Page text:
Exporter bullish on Israel

Rueben HaleThe West Australian

Melbourne-based Otway Livestock Exports is the latest player in the tightening WA live export cattle and sheep market.

OLE has just landed its largest shipment to date from Fremantle - 14,000 cattle and 8500 crossbred lambs to Israel's largest slaughterhouse which supplies more than 50 per cent of the market.

OLE managing director Alan Schmidt said the shipment went on Wellard charter ship Ocean Drover.

Of the shipment, 6000 cattle and 4000 lambs were sourced from Adelaide

Get in front of tomorrow's news for FREE

Journalism for the curious Australian across politics, business, culture and opinion.


Mr Schmidt said the company would like to source most of its livestock from WA but that was not possible in the current market.

"The vessel is a very good, modern, purpose-built livestock carrier," he said.

"We are trying to establish a supply of cattle from the Eastern States so that we have diversity of supply.

"At times of the year competition for cattle in WA becomes intense.

"By diversifying we have more certainty around our ability to fill vessels."

Mr Schmidt said OLE was focusing on bulls for its client.

"They are a large, family-owned, diversified lot feeder, processor and wholesaler retailer," he said.

"Our client's preference is for bulls and the reason is that the market has a preference for leaner meat, which bulls produce.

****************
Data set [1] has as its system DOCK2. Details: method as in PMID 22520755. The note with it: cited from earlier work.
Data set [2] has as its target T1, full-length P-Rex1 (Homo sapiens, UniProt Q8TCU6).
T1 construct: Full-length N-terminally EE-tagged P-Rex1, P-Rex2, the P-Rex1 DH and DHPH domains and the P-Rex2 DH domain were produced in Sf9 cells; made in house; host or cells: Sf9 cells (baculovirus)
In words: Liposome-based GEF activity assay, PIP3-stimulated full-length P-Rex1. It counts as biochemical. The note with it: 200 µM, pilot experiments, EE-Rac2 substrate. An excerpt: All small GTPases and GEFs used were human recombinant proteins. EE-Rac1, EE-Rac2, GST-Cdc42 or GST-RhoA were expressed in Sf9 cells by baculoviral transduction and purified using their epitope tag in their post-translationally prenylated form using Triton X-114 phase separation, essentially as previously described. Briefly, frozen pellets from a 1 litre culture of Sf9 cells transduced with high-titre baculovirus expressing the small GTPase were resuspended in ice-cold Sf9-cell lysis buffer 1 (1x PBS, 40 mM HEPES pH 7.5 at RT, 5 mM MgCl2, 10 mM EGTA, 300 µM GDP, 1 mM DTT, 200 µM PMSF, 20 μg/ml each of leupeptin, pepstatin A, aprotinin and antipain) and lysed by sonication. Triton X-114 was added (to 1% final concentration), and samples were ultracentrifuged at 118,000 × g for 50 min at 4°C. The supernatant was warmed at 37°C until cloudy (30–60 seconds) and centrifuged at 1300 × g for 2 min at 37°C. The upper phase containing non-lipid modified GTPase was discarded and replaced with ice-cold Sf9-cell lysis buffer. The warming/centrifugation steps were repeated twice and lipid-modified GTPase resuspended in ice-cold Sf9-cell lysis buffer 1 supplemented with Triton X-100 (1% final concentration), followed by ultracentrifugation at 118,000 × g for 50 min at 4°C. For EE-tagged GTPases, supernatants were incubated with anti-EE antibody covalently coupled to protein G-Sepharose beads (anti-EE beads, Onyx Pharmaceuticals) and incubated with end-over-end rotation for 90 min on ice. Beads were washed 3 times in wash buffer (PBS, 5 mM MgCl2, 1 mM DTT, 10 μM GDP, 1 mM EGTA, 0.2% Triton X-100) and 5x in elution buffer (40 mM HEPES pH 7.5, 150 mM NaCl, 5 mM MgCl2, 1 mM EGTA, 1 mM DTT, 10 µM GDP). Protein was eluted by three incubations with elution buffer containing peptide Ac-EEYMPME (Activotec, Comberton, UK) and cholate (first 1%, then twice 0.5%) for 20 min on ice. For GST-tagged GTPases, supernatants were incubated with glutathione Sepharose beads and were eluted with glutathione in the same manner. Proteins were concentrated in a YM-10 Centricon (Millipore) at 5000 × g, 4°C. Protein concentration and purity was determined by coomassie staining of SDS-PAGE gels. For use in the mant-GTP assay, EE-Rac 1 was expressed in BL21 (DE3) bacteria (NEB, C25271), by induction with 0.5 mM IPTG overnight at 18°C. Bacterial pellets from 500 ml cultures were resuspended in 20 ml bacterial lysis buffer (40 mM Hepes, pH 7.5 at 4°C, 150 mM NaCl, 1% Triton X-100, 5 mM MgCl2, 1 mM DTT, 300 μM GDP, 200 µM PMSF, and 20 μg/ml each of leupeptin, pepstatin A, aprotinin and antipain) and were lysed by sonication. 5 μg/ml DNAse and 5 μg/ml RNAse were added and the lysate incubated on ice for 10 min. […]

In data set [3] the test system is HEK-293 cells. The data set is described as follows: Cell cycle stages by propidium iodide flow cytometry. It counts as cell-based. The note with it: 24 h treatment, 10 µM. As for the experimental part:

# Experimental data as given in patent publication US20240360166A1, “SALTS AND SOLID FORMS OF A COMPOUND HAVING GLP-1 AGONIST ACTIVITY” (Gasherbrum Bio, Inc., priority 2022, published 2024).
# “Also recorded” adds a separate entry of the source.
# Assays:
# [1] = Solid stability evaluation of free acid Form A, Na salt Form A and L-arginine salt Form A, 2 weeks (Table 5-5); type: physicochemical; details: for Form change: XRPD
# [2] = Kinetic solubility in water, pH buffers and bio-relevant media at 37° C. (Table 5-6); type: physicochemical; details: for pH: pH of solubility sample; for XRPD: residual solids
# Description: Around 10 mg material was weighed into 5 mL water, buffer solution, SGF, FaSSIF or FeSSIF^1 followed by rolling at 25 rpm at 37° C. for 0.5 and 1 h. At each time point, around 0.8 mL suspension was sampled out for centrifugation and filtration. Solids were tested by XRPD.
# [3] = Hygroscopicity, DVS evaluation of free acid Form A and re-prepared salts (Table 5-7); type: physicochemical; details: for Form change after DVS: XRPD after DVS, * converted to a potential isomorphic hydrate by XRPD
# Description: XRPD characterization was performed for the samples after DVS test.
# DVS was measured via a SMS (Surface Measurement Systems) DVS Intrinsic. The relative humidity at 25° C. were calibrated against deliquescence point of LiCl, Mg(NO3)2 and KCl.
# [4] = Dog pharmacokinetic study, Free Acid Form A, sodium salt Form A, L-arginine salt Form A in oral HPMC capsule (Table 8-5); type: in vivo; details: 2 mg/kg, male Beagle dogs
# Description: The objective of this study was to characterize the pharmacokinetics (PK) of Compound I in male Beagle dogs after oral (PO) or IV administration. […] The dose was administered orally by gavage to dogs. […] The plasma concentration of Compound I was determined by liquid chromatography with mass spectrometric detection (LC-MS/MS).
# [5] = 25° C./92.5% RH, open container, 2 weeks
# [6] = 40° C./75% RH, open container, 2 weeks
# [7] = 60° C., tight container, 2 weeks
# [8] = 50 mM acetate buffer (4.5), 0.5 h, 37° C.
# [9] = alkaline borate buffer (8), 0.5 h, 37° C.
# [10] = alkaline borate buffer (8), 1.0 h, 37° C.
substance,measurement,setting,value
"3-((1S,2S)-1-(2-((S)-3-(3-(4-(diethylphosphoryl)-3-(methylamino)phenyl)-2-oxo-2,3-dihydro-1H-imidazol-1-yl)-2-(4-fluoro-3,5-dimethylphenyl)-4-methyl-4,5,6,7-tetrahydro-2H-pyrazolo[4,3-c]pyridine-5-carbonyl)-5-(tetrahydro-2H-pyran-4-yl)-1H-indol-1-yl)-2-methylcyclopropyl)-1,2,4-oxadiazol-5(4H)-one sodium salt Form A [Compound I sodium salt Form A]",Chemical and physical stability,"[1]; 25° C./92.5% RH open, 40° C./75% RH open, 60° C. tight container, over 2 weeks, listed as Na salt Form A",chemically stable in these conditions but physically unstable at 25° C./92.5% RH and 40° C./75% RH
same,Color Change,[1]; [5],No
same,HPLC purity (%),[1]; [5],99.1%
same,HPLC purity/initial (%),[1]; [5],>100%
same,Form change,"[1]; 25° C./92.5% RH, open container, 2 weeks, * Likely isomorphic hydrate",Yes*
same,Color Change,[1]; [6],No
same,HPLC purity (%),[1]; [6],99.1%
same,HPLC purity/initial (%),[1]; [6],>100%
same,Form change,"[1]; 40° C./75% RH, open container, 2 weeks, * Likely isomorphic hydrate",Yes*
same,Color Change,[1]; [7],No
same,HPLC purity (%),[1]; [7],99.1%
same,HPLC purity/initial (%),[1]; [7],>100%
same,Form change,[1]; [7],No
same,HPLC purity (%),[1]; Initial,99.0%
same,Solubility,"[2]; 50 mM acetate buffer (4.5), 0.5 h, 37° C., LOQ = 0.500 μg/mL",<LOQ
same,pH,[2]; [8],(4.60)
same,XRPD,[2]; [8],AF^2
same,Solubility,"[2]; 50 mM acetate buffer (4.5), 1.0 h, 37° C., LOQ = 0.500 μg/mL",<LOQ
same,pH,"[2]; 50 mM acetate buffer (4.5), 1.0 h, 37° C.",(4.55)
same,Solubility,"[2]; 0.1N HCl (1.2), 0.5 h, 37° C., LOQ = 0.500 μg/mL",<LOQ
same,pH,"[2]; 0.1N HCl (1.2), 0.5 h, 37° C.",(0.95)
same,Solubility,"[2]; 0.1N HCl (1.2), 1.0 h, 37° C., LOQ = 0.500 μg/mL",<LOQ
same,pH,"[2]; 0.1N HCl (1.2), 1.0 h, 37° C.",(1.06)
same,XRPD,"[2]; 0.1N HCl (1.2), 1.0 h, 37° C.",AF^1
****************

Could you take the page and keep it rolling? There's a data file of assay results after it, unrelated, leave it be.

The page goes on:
"Also, from a lot-feeding perspective, bulls convert fodder into live weight more efficiently than either steers or heifers.

"But now there is also an emerging market in Israel for higher-quality meat.

"We have started to establish a supply of Wagyu cattle to the market and we anticipate this will steadily grow over the coming years.

Currently we are exporting around 1000 head per year of these types of cattle."

Mr Schmidt said, based on demand from its client, OLE had ramped up operations across major livestock centres across Australia and the company was on the lookout for lot feeder partners.

"Our point of difference is that we work very closely with our end-user customer," he said.

"We are constantly looking at ways of improving our delivery efficiency and improving the quality of cattle that we deliver.

"We are also trying very hard to work closely with Australian breeders to ensure that they have a good understanding of the customers' requirements."

OLE buyer Graham Brown said OLE had established itself as a serious new player in the WA market.

Mr Brown buys a range of cattle and sheep at Muchea Livestock Centre each week that are backgrounded at a range of northern feedlots in preparation for shipping to Israel.

"We plan to continue improving the efficiency of our supply chain," he said.

"At the same time we are looking at other emerging markets in the Middle East and Asia.

"Compared to many of the companies that export from Australia we are only a small operation.

"We are not a commodity supplier, but rather we work on developing close relationships with both ends of the supply chain and then maintaining these relationships."

Mr Brown said buying for Israel was a challenge because it was a sophisticated market. "The customers are always able to be competitive in the market place for high-quality cattle and sheep that suit their requirements," he said.

Get the latest news from thewest.com.au in your inbox.

Sign up for our emails